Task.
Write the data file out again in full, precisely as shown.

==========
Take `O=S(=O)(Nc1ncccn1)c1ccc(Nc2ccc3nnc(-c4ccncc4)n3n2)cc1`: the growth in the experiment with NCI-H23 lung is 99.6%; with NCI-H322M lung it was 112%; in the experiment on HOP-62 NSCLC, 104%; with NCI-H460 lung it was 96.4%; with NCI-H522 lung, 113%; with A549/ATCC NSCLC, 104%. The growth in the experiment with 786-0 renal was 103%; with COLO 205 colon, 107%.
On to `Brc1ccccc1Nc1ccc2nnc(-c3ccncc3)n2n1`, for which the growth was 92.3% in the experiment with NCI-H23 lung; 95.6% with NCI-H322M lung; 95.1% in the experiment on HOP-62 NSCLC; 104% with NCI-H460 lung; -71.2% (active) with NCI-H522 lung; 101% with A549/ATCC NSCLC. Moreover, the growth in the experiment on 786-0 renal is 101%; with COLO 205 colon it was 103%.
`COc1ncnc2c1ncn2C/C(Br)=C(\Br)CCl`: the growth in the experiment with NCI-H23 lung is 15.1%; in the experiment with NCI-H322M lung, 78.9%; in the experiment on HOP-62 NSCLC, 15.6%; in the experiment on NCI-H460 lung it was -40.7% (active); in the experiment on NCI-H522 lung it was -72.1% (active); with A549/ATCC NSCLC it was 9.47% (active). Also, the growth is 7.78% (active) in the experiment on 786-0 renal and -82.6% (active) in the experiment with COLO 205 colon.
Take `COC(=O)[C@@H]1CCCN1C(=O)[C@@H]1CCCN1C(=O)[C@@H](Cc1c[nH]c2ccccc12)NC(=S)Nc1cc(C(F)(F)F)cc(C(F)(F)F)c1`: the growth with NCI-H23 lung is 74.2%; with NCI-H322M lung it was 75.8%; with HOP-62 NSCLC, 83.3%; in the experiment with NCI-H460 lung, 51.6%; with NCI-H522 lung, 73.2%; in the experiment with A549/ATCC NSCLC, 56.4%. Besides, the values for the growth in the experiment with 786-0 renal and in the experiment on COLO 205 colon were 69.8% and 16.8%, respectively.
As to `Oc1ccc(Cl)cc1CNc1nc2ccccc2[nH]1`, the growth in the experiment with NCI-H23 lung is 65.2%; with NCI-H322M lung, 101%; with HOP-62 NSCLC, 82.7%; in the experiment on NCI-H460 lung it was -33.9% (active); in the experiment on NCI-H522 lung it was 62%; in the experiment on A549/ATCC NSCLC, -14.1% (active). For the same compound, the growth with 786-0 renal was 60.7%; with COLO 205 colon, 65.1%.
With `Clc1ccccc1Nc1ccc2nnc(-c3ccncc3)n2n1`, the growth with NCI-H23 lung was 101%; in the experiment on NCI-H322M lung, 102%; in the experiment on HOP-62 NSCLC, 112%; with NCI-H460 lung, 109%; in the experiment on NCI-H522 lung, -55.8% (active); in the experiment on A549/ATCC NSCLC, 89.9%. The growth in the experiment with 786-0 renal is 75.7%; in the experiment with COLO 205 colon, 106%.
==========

Take `O=S(=O)(Nc1ncccn1)c1ccc(Nc2ccc3nnc(-c4ccncc4)n3n2)cc1`: the growth in the experiment with NCI-H23 lung is 99.6%; with NCI-H322M lung it was 112%; in the experiment on HOP-62 NSCLC, 104%; with NCI-H460 lung it was 96.4%; with NCI-H522 lung, 113%; with A549/ATCC NSCLC, 104%. The growth in the experiment with 786-0 renal was 103%; with COLO 205 colon, 107%.
On to `Brc1ccccc1Nc1ccc2nnc(-c3ccncc3)n2n1`, for which the growth was 92.3% in the experiment with NCI-H23 lung; 95.6% with NCI-H322M lung; 95.1% in the experiment on HOP-62 NSCLC; 104% with NCI-H460 lung; -71.2% (active) with NCI-H522 lung; 101% with A549/ATCC NSCLC. Moreover, the growth in the experiment on 786-0 renal is 101%; with COLO 205 colon it was 103%.
`COc1ncnc2c1ncn2C/C(Br)=C(\Br)CCl`: the growth in the experiment with NCI-H23 lung is 15.1%; in the experiment with NCI-H322M lung, 78.9%; in the experiment on HOP-62 NSCLC, 15.6%; in the experiment on NCI-H460 lung it was -40.7% (active); in the experiment on NCI-H522 lung it was -72.1% (active); with A549/ATCC NSCLC it was 9.47% (active). Also, the growth is 7.78% (active) in the experiment on 786-0 renal and -82.6% (active) in the experiment with COLO 205 colon.
Take `COC(=O)[C@@H]1CCCN1C(=O)[C@@H]1CCCN1C(=O)[C@@H](Cc1c[nH]c2ccccc12)NC(=S)Nc1cc(C(F)(F)F)cc(C(F)(F)F)c1`: the growth with NCI-H23 lung is 74.2%; with NCI-H322M lung it was 75.8%; with HOP-62 NSCLC, 83.3%; in the experiment with NCI-H460 lung, 51.6%; with NCI-H522 lung, 73.2%; in the experiment with A549/ATCC NSCLC, 56.4%. Besides, the values for the growth in the experiment with 786-0 renal and in the experiment on COLO 205 colon were 69.8% and 16.8%, respectively.
As to `Oc1ccc(Cl)cc1CNc1nc2ccccc2[nH]1`, the growth in the experiment with NCI-H23 lung is 65.2%; with NCI-H322M lung, 101%; with HOP-62 NSCLC, 82.7%; in the experiment on NCI-H460 lung it was -33.9% (active); in the experiment on NCI-H522 lung it was 62%; in the experiment on A549/ATCC NSCLC, -14.1% (active). For the same compound, the growth with 786-0 renal was 60.7%; with COLO 205 colon, 65.1%.
With `Clc1ccccc1Nc1ccc2nnc(-c3ccncc3)n2n1`, the growth with NCI-H23 lung was 101%; in the experiment on NCI-H322M lung, 102%; in the experiment on HOP-62 NSCLC, 112%; with NCI-H460 lung, 109%; in the experiment on NCI-H522 lung, -55.8% (active); in the experiment on A549/ATCC NSCLC, 89.9%. The growth in the experiment with 786-0 renal is 75.7%; in the experiment with COLO 205 colon, 106%.